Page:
Will new technologies like AI and the metaverse replace marketers?
- 22 August 2023
At CIM’s Financial Services Summit, a session entitled "Will new technologies like artificial intelligence (AI) and the metaverse replace marketers?" captivated the audience’s attention. Accenture’s managing director of digital marketing, Amir Malik, and IBM Garage's global chief innovation officer, Lindsay Herbert, discussed the impact of these new technologies and what they might mean for marketers in a panel discussion moderated by Deutsche Bank Corporate Bank’s CMO, Christoph Woermann, FCIM.
Emerging technology shaped a key part of the Financial Services Summit’s agenda. Marketers were eager to learn more about AI's potential to revolutionise the industry as well as the opportunities for immersive customer engagements within the metaverse. As marketers navigate this rapidly evolving landscape, it is crucial to understand the implications of these new technologies and understand how they can be harnessed to drive innovation and results.
The discussion was opened by Lindsay Herbert who began by quantifying the staggering potential of this emerging technology using IBM’s legendary Watson as her example. “IBM wasn't surprised by ChatGPT because we've been working with foundational models for a long time.” At the most basic level, “a foundational model involves taking a huge amount of unstructured data. The model is able to do what's called self-supervised learning, which means that it can over time, through many, many cycles, make accurate predictions of what content, whether it's an image or whether it's text, should come after the word that preceded it.”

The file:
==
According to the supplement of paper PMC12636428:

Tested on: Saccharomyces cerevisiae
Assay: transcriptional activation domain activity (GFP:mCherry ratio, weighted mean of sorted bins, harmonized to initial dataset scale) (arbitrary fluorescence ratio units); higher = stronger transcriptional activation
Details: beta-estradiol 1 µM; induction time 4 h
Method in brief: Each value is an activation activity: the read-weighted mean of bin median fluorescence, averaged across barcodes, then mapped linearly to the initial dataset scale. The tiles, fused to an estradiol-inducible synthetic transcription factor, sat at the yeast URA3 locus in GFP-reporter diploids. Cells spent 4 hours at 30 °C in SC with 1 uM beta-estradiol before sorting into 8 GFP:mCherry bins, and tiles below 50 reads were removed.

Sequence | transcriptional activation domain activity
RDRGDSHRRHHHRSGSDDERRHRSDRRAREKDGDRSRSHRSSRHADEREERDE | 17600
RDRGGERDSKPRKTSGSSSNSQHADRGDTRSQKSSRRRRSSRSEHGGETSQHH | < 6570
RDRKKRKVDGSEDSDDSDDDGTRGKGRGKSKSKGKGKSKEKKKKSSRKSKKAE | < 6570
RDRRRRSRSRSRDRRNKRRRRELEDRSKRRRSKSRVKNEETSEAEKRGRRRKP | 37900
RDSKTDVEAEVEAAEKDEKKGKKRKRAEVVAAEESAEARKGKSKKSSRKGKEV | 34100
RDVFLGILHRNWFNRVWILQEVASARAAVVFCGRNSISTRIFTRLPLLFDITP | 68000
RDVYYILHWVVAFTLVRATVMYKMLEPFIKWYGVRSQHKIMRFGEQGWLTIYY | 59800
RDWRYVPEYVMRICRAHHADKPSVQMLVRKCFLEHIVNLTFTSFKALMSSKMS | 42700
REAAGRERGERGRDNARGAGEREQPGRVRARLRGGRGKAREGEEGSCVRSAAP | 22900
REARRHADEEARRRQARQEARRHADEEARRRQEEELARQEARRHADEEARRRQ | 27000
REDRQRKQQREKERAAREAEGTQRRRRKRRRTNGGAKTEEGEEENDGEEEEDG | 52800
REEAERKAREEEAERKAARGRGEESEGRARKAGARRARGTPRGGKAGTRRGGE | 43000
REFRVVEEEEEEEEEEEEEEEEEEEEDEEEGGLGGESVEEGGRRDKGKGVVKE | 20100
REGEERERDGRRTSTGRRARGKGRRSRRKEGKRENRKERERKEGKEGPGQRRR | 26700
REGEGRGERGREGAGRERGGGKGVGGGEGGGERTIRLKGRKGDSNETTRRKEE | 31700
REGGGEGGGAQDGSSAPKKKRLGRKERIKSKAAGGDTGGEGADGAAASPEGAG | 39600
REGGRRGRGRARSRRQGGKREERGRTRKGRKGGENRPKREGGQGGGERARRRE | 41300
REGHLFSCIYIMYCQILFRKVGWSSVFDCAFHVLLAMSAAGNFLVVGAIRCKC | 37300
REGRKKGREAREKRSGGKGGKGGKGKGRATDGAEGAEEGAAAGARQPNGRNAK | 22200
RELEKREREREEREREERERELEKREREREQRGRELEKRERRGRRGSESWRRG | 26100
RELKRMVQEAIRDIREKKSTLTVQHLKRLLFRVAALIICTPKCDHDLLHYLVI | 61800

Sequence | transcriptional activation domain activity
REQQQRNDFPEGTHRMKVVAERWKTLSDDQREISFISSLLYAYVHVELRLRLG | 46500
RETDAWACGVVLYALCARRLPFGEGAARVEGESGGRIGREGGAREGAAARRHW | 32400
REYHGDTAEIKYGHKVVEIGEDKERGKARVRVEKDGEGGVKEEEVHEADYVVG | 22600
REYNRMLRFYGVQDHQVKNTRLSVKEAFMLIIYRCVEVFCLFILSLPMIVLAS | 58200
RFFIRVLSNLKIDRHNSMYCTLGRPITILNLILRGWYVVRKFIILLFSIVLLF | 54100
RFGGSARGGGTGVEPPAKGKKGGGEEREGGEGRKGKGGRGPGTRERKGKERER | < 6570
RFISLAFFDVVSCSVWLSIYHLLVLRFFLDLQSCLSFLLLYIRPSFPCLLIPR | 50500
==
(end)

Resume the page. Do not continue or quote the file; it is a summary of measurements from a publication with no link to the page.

Herbert continued, “Watson was trained in 12 languages and it took about ten years to get there. By adding foundational model ability, underpinning our natural language processing, we bumped it up to 25 languages within 1 year. So the acceleration is something that we really get excited about.”
Picking up on Herbert’s enthusiasm Malik elaborated on what this acceleration might mean for the wider marketing industry: “If you think about how long it took us to get to this point, we're going to see the pace pick up so it becomes better, faster, not stagnating. And that's where it gets really interesting in terms of how it disrupts.”
One of the immediate use cases for AI which sprang to mind for Herbert was using generative AI to test for originality and uniqueness in communications, something which is crucial for marketers trying to stand out in an increasingly crowded space. “As marketers, your job is to compete for attention. And if you test out your copy for your email that you're about to send, and you ask something like ChatGPT to write it for you first and [the results] look in any way similar, then it's a fail because all ChatGPT is doing is predicting the most likely answer to the question that you've posed. And if the person is able to predict the answer, they're not going to bother reading the rest of the email.”